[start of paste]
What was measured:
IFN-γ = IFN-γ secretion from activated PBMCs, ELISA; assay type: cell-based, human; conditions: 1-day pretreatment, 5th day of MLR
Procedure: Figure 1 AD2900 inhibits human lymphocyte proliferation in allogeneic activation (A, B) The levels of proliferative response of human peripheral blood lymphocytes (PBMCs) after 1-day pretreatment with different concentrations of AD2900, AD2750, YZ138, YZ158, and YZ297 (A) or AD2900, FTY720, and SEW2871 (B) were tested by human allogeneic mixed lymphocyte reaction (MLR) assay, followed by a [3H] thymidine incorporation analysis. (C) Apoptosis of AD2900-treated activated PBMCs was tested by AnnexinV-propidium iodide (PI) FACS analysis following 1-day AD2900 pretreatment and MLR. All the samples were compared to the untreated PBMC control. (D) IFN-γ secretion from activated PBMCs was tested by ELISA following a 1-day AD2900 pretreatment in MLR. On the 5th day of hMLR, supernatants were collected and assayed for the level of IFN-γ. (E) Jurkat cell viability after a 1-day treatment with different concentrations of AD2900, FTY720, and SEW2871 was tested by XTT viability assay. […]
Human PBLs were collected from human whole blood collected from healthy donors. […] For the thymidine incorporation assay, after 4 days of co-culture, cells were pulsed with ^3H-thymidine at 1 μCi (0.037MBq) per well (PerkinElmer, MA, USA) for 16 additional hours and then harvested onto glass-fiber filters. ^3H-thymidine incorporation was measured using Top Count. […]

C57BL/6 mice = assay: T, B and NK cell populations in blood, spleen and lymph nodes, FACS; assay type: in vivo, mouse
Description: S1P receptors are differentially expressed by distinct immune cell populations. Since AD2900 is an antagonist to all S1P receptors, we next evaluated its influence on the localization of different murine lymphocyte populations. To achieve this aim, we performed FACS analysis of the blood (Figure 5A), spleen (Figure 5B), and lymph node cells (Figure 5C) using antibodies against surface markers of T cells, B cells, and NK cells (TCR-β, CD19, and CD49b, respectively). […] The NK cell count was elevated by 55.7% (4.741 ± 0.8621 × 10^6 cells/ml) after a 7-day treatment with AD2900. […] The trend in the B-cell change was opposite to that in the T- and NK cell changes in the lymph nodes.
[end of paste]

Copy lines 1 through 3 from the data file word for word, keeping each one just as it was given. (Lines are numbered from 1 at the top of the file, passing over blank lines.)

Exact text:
What was measured:
IFN-γ = IFN-γ secretion from activated PBMCs, ELISA; assay type: cell-based, human; conditions: 1-day pretreatment, 5th day of MLR
Procedure: Figure 1 AD2900 inhibits human lymphocyte proliferation in allogeneic activation (A, B) The levels of proliferative response of human peripheral blood lymphocytes (PBMCs) after 1-day pretreatment with different concentrations of AD2900, AD2750, YZ138, YZ158, and YZ297 (A) or AD2900, FTY720, and SEW2871 (B) were tested by human allogeneic mixed lymphocyte reaction (MLR) assay, followed by a [3H] thymidine incorporation analysis. (C) Apoptosis of AD2900-treated activated PBMCs was tested by AnnexinV-propidium iodide (PI) FACS analysis following 1-day AD2900 pretreatment and MLR. All the samples were compared to the untreated PBMC control. (D) IFN-γ secretion from activated PBMCs was tested by ELISA following a 1-day AD2900 pretreatment in MLR. On the 5th day of hMLR, supernatants were collected and assayed for the level of IFN-γ. (E) Jurkat cell viability after a 1-day treatment with different concentrations of AD2900, FTY720, and SEW2871 was tested by XTT viability assay. […]